We took the train south of Tangiers to Asilah on Morocco's Atlantic coast. It is a slow, friendly village with a pleasant climate, centuries-old buildings, good food and excellent beaches. From the train station, we took a donkey cart, which let us off at Paradise Beach. And paradise it is! The cliffs of this ancient walled town provide a beautiful, wide panoramic view with powerful waves crashing on the rocks below. Once a run-down, rat-infested village, Asilah's living conditions had deteriorated to such an extent that by the mid-1970s a group of local intellectuals decided to save the town. Headed by Mohammed Benaissa and Mohammed Melehi (then president of the Moroccan Painters Association), the group felt that if Asilah became the hub of worthwhile, cultural activity, with support from the local inhabitants, the government would upgrade the infrastructure by installing better drainage and improving electrical and water supplies.
But, Mohammed Benaissa did not stop there. He began to raise private funding and mobilized corporate assistance to realize his vision of architectural harmony. The tenacity of those visionaries and volunteers connected with the project has led to the restoration of almost 60% of Asilah's buildings. The flawless appearance and efficient functioning of the town led to its designation as a National Monument, and in 1989 it received the Aga Khan Award for Architecture. There is ongoing maintenance involving individual houses, public buildings and mosques. Volunteers renovate the sanitary facilities of at least ten sub-standard houses each year. The occupants of these houses are mostly low-income families. Often, they will live with relatives during the summer months, renting out their own homes. This creates a welcome boost to their income, and also provides much-needed accommodation for the influx of visitors to the town. The extension of telephone, telex and fax facilities, and a model sewerage system, has contributed to the growth of tourism. And it makes it a lot easier to keep in contact! The old harbor is being rebuilt to serve as a commercial port and marina. Asilah's future as one of Morocco's important tourist resorts now seems assured.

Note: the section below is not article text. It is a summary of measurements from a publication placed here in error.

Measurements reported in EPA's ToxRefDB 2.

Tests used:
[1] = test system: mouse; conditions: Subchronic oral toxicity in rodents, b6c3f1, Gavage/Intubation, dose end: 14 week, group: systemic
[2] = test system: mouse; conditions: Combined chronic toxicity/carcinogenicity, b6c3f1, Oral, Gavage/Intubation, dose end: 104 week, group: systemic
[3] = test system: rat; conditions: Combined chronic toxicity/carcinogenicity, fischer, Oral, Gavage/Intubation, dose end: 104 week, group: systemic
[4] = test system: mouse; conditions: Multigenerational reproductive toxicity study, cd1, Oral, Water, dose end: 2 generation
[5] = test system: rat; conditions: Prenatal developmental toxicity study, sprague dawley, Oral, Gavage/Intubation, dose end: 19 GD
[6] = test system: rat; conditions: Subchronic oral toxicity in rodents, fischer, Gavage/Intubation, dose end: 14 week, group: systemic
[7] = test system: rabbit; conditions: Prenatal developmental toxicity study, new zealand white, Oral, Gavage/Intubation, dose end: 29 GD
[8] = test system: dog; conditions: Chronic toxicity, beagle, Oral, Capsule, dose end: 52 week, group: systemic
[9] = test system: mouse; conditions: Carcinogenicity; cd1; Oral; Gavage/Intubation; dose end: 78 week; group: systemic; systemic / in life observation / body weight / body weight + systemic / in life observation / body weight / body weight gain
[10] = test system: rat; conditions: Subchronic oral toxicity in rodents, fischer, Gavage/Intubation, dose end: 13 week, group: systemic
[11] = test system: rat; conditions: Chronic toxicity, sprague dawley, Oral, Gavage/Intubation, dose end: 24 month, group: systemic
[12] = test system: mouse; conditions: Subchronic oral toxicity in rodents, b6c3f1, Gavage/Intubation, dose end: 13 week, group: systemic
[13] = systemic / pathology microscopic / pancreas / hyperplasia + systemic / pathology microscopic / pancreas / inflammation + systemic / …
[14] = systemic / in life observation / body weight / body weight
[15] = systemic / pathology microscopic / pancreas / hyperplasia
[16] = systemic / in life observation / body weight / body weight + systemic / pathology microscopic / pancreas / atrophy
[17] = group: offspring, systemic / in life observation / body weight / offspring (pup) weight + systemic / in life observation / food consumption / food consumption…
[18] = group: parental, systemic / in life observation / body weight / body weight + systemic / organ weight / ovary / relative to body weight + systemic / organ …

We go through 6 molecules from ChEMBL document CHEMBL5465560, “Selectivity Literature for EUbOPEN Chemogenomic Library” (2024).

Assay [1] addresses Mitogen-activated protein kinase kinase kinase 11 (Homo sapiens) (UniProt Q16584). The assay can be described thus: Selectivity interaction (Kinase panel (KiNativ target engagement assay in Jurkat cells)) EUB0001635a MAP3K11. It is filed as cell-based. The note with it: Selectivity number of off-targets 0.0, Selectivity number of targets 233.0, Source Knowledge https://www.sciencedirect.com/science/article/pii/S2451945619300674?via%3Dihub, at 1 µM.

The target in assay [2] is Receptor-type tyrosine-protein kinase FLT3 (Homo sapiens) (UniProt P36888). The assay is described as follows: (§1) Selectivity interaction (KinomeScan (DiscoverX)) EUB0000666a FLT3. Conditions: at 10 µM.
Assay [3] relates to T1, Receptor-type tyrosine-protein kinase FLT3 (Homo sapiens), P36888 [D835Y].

"We are now entering into a new era, a new world order, if you will, in which the United States is the dominant force and Israel is inescapably part of the equation. There is new technology, the globalization of communication and economies, a whole new system of values. The Arabs have a very bad image in the United States. Unless we come together and understand one another, we Arabs are in danger of becoming marginalized."
If anyone has the energy and credibility to build bridges of understanding, it is the 56-year-old Benaissa, an energetic businessman, former minister of culture and close confidant of Morocco's King Hassan. No such cultural sharing was seen at Asilah, however. Arab and American participants hurled accusations at one another across the conference table. The Americans condemned the Arabs for not raising their voices against terrorism; the Arabs challenged the Americans' definition of terror itself. The Americans assailed growing Islamic violence in Arab countries; the Arabs accused the Americans of making the violence possible by funding and training Islamic militants in Afghanistan in the 1980s.
Despite their differences, Benaissa feels the conference was a success. "The more people talk and get to know one another, the more familiar our cultures become," he said. His next project is to turn a sprawling palace in Asilah into an institute of American studies, where visiting U.S. academics, government officials, members of Congress and artists will participate in two-week seminars to teach Arabs the way the United States really works. "Our misunderstandings didn't begin in a day and they won't be eradicated in a day," said Benaissa. "But this is a start. Besides, we have no choice, do we?"
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Making a Difference - Abeja gets M.A.D.-- She's Making a Difference
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